A total of 10,545 participants returned the GERD questionnaire (86% response rate). Among these, 2,497 (24%) reported GERD symptoms less than once a month, 1,302 (12%) once a month, 986 (9%) once a week, 1,027 (10%) several times a week, and 297 (3%) daily. Therefore, 2,310 (22%) women reported symptoms at least once a week (frequent GERD cases). There were 3,394 women who reported experiencing both heartburn and acid regurgitation (55% of those with symptoms). Although 4,330 (41%) women reported having no heartburn or acid regurgitation in the previous year, 414 of these asymptomatic women also reported taking medications often used for GERD symptoms, such as proton pump inhibitors. To avoid potential misclassification, these women were excluded from the analysis, leaving 3,916 women who were considered as non-cases.
Among those with GERD symptoms, the majority (3,419; 55%) described their symptoms as moderate in severity, while 2,396 (39%) described their symptoms as mild, 273 (4%) described their symptoms as severe, and 30 (0.5%) described their symptoms as very severe. Data about severity was missing for 97 (1.5%) women. Information about the year of onset of symptoms was available for only 45% of the cases. Among those who provided duration information, 1,180 (43%) had GERD symptoms for less than five years, 400 (14%) had symptoms for five to 9.99 years, and 1,185 (43%) had symptoms for 10 or more years.
Characteristics of participants with frequent GERD symptoms and those without symptoms are presented in . Women with frequent GERD were more likely to have a higher BMI; to have used hormone therapy, asthma or anti-hypertensive medications; to have greater daily caloric intakes; and to perform less physical activity. At the time of the survey, women with GERD were less likely to be active smokers, but more likely to be former smokers. Other dietary factors, including alcohol consumption, were similar between the two groups.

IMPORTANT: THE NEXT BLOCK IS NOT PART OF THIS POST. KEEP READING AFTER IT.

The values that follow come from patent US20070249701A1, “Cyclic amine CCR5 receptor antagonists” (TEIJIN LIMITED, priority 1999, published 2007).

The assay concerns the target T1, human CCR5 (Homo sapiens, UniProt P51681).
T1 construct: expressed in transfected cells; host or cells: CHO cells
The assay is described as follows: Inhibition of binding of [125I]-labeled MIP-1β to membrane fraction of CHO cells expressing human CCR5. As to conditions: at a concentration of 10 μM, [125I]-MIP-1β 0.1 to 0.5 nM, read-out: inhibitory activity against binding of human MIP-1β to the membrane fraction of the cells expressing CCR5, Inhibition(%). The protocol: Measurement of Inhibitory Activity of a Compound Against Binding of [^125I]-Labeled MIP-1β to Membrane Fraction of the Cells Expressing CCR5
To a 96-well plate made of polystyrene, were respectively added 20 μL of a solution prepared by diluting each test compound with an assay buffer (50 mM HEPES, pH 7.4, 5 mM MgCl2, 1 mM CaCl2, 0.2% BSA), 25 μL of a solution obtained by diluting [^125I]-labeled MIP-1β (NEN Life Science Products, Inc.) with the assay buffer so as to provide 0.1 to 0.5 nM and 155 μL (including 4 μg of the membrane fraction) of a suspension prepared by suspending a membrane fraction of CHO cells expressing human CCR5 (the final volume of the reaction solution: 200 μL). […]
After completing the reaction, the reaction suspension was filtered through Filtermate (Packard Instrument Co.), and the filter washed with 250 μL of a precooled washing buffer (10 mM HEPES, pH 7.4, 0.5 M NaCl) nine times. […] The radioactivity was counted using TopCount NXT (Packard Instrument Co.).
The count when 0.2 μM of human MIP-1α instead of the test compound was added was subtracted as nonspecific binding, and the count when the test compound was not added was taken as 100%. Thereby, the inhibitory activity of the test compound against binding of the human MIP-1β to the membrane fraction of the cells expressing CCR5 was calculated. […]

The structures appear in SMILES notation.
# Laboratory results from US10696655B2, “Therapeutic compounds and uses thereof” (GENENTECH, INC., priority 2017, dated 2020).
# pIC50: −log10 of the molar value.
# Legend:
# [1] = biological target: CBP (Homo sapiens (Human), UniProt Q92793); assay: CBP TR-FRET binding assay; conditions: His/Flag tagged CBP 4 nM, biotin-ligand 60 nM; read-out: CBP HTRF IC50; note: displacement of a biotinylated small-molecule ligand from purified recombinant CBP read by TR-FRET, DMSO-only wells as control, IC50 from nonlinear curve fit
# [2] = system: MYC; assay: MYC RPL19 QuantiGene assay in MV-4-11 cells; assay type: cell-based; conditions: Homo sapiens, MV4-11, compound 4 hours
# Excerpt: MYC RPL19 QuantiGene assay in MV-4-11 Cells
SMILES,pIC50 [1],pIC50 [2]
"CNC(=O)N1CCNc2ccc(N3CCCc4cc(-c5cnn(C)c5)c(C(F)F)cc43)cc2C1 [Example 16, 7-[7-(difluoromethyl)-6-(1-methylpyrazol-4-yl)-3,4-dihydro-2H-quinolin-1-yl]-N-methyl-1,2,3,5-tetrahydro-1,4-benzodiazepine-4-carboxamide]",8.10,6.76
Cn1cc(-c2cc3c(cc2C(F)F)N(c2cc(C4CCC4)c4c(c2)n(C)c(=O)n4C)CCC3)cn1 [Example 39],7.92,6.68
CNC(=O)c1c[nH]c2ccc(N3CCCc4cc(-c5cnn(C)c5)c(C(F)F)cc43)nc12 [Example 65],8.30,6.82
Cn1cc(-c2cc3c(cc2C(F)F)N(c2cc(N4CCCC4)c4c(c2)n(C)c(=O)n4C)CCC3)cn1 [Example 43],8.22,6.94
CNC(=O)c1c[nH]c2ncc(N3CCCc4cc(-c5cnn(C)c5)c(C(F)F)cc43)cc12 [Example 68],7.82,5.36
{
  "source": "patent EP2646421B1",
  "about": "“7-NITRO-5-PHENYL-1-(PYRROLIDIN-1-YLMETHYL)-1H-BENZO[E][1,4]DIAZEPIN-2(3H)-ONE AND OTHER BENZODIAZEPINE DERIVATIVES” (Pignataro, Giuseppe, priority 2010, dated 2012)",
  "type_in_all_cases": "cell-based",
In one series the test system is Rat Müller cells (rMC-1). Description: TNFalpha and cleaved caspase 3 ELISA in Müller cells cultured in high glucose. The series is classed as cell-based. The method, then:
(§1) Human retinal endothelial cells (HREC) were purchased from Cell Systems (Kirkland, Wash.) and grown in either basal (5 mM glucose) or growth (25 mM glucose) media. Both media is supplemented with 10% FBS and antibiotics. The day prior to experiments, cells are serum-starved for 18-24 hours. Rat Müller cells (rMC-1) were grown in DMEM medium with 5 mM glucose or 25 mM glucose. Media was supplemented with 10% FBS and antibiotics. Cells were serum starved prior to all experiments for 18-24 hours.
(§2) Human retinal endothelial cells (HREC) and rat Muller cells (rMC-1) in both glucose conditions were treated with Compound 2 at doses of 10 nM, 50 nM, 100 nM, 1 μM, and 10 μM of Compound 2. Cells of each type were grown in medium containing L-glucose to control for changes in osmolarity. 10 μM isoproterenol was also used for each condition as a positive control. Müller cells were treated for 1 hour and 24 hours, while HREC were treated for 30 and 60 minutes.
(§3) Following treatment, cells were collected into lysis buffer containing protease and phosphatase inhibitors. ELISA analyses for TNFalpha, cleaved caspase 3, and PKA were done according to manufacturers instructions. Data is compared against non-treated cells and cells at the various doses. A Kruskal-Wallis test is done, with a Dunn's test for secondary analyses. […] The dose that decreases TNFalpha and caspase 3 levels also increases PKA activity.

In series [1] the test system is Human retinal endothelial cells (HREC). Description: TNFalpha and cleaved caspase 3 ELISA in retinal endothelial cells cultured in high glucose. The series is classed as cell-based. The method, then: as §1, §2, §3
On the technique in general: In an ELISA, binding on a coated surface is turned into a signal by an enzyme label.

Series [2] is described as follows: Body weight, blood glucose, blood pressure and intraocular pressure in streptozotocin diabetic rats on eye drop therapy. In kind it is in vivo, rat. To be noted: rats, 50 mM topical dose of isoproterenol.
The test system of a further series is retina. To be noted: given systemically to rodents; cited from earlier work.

Characteristics of Participants With and Without Gastroesophageal Reflux Disease (GERD) Symptoms
A dose-dependent relationship was observed between increasing BMI and frequent reflux symptoms in both univariate and multivariate analyses (). This relationship continued across all categories of BMI including those <25 kg/m2. Women with a BMI of 22.5–24.9 were approximately 40% more likely to report frequent GERD symptoms than women with BMI 20–22.49, while overweight (BMI 25–30) and obese (BMI≥30) women were two to three times as likely to report frequent symptoms. Women in the lowest BMI category (<20) had less risk for frequent GERD symptoms than those with BMI 20–22.49 (multivariate OR 0.67; 95% CI 0.48–0.93).
Figure 1 GERD symptoms were defined as heartburn (“a burning pain or discomfort behind the breast bone in your chest”) and/or acid regurgitation (“a bitter or sour-tasting fluid coming into your throat or mouth”). Frequent GERD (more ...)
This same trend was observed among the entire population of women experiencing GERD symptoms at least once in the last year, among women reporting moderate to very severe symptoms several times a week or daily, those experiencing only heartburn or only acid regurgitation, and those experiencing nocturnal symptoms (all P for trend <0.001; data not shown). We found that, of the overall prevalence of frequent reflux symptoms among the entire cohort with BMI 20 or greater, 51% was accounted for by excessive body weight, defined as a BMI of 22.5 or higher. For women with a BMI of 22.5–24.9, 25% of their increased risk could be accounted for by their excess weight. For women with a BMI ≥25, 60% of their increased risk could be accounted for by their excess weight.